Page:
Figure 1 shows one of the first formats we researched: this is a WAP Push message carrying a “multipart” Content-Type payload. According to the specifications, the 2 bytes circled in the screenshot refer to the multipart payload headers:
Header Length: 0x0a
Content Length: 0x1

In the remaining part of theĀ  packet there are only 0xa bytes, and no byte is referenced by the 0x1 of the Content Length. This is enough for triggering the vulnerability; changing the Content Length to 0x0 would fix the header and the payload would be normally processed by the handset without any consequence.

Let’s see another example:

Fig 2 - MSL-2008-001-2

Fig 2 – MSL-2008-001-2

This sample does not use any multipart content, it just consists of the WAP Push packet header, without any payload. The specified Header Length (3rd byte) is 0x1c bytes long, while there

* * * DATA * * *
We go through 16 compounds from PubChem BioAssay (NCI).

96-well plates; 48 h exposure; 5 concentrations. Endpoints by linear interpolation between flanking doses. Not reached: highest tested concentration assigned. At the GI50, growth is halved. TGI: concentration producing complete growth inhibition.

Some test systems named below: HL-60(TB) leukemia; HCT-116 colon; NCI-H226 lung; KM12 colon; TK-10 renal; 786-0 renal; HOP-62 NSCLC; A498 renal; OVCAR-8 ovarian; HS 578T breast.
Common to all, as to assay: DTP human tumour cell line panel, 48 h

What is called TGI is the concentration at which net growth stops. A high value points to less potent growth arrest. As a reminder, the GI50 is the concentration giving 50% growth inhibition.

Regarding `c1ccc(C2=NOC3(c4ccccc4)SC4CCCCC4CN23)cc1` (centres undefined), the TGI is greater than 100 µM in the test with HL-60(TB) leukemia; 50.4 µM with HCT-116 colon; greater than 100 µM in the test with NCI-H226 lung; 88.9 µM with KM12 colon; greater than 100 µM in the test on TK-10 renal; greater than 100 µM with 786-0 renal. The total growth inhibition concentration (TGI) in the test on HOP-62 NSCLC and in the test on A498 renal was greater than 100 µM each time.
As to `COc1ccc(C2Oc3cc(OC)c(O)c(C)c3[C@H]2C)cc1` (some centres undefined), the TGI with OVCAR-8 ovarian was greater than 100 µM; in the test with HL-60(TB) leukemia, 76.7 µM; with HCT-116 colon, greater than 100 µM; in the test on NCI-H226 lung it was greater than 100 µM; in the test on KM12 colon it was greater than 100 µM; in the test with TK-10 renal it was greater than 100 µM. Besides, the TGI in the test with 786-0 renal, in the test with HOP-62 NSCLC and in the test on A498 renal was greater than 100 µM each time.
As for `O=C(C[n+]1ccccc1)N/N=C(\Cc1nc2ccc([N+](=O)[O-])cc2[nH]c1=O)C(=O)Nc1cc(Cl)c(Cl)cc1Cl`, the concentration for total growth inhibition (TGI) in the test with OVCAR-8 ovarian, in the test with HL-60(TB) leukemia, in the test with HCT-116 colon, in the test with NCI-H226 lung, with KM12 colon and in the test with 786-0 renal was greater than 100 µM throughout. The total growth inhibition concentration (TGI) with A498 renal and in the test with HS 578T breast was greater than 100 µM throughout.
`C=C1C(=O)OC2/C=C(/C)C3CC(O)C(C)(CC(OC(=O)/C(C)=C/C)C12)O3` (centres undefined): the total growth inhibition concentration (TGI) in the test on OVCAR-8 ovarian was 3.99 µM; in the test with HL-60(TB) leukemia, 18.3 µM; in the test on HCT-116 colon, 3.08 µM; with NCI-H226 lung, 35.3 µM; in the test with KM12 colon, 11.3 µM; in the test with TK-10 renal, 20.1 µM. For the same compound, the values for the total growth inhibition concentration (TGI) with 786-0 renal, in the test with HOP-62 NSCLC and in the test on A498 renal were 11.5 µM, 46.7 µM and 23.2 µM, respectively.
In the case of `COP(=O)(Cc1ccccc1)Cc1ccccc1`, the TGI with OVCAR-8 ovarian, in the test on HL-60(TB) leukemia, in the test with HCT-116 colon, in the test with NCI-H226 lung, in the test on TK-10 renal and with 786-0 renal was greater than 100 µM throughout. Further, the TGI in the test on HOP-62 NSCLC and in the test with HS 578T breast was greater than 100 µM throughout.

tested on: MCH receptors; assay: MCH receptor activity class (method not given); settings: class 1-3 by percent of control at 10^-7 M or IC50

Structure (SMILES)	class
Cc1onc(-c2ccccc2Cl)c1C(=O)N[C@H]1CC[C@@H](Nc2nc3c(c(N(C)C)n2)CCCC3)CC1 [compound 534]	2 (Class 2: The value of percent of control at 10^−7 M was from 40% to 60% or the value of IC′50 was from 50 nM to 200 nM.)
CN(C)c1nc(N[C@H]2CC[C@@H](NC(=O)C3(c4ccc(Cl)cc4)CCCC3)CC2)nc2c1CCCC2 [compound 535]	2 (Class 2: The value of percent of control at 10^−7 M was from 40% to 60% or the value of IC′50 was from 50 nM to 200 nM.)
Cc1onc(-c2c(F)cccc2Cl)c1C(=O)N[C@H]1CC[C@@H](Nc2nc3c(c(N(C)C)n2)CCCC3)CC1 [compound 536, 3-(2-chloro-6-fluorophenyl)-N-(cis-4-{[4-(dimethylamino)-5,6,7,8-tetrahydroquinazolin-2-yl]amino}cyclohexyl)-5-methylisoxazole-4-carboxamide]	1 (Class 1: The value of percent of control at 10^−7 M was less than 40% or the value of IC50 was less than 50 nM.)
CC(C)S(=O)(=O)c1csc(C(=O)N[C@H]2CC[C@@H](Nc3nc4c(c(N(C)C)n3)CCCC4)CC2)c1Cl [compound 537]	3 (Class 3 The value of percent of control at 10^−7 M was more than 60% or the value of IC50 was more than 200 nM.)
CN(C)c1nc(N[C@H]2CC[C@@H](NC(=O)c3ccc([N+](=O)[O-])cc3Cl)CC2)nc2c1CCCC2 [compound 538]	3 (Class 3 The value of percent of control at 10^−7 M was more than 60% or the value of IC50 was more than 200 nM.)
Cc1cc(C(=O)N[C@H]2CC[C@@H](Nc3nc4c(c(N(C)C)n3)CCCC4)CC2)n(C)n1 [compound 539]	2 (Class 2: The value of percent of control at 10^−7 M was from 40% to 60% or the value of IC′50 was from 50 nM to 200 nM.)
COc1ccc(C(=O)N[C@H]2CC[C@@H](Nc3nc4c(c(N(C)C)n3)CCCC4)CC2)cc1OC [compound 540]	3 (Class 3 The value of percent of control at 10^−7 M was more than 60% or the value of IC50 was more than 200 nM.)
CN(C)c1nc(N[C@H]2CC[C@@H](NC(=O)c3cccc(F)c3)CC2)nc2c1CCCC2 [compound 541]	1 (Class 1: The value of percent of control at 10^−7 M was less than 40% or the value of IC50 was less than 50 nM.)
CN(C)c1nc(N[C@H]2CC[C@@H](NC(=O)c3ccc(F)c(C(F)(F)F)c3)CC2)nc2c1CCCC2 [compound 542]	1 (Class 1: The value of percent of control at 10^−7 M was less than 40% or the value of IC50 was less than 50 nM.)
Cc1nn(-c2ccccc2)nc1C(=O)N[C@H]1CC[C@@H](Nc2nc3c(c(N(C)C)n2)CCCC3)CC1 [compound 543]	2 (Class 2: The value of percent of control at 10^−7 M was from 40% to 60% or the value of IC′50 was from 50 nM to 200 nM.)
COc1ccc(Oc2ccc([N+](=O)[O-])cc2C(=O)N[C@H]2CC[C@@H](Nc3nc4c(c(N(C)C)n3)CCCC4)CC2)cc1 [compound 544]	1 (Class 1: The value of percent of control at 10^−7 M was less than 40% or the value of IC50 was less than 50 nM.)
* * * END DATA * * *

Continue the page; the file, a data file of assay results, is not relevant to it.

are just 0x1b remaining bytes in the header. Changing the Header-Length to the correct value of 0x1b would fix the header resulting in an inoffensive WAP Push packet.

These malformed WAP Push packets are to be sent over UDP, but the very same payload can be embedded in a properly formatted SMS.

We are not sure that all the possible attack vectors have been identified; and the two samples, even if they yield the same effect, may actually be due to different code execution flows.

Besides, it seems that the vulnerability occurs quite early in the processing of the WAP packet, because the UI settings are not able to influence in any way the processing of such packets.
The vulnerability occurs long before anything is displayed on the UI, and the received SMS is not even saved in the Inbox.

The ‘closed’ OS and the characteristics of this vulnerability suggest us that a protection on the network side could be a viable alternative to that on the handset side, but other options may apply too.